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LONELY

Loneliness

We’ve all been there. We put on a brave face at parties but all women – whether it’s stay at home moms or girls who work a forty hour week and have thousands of Facebook “friends” – we all feel lonely at some point.

Part of what makes us humans is our desire for connection. We are social beings that need human interactions to feel wanted, loved, and appreciated. Not to get too philosophical, but I’m pretty sure that Aristotle guy was on to something when he wrote about it thousands of years ago.  (Google: Humans are social beings – Aristotle)

Loneliness isn’t a situation it’s a feeling. And when I’m feeling lonely (I don’t know about you) I also feel unpopular, unwanted, always wrong and ugly.

There are usually a couple reasons I get the lonelys:

1. Somebody Hurts You –  When the people closest to us hurt us, it cuts deep. And it’s all downhill from there. It starts the cycle of feeling that you can’t trust anyone, nobody understands you, you’ll never have a good friend, and you’ll never really connect with anyone.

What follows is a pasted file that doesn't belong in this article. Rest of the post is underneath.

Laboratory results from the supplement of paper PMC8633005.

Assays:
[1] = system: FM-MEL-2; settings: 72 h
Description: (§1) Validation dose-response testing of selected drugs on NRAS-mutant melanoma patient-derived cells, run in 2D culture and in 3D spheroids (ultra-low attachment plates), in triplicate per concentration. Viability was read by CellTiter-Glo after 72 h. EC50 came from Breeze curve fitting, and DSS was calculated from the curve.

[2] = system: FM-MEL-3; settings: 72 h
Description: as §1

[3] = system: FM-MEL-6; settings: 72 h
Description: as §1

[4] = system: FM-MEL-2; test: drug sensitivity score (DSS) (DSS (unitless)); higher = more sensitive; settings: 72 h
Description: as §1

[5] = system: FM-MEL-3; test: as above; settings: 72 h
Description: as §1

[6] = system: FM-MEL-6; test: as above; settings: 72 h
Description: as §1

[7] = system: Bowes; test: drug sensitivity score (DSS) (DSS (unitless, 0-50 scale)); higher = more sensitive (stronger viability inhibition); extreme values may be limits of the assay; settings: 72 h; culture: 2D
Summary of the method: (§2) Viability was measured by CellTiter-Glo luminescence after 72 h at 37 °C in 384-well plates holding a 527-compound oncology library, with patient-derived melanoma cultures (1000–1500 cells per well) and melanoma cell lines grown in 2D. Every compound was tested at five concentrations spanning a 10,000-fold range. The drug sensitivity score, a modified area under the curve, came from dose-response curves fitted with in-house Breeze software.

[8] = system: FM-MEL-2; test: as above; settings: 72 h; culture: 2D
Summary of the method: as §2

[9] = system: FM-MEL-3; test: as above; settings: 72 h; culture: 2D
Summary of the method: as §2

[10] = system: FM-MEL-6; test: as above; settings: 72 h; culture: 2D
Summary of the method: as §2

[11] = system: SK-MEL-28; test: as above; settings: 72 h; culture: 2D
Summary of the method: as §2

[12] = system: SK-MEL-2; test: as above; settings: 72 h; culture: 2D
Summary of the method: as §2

2. Embarrassment – If you claim that you don’t get embarrassed, you’re lying. We’ve all been embarrassed at some point. I feel like an isolated weirdo when I’m embarrassed in front of people I respect or love and all I want to do is go under my fuzzy green blanket and sleep for forever.

So, that’s all good and depressing. So, how do you stop feeling lonely? How do you pull yourself out of an isolating funk that just won’t quit? I’ve got a few ideas but I’d love to hear some of yours.

1. Do Unto Others – Whether I want to admit it or not, loneliness is a very selfish feeling. “Nobody loves me.” “I am so alone.” “Nobody wants to be my friend.” One way I’ve found that helps get my happy juices flowing is to do something for somebody else. It doesn’t have to be anything crazy. Bake cookies for someone, do the dishes for your roommate, donate soup to a homeless shelter. Anything! Get outside yourself. You might be surprised how you feel afterwards.

2. Sing. Sing really, really loud – Don’t even try to pretend you don’t know what I’m talking about. (I keep a hairbrush in my car. Can’t sing if you don’t have a mic, right?) Bump up the jams and sing like you’ve got pipes like Aretha Franklin. It’s okay to laugh at yourself. You may even find that you’re smiling by the chorus. Baby, you’re a firework.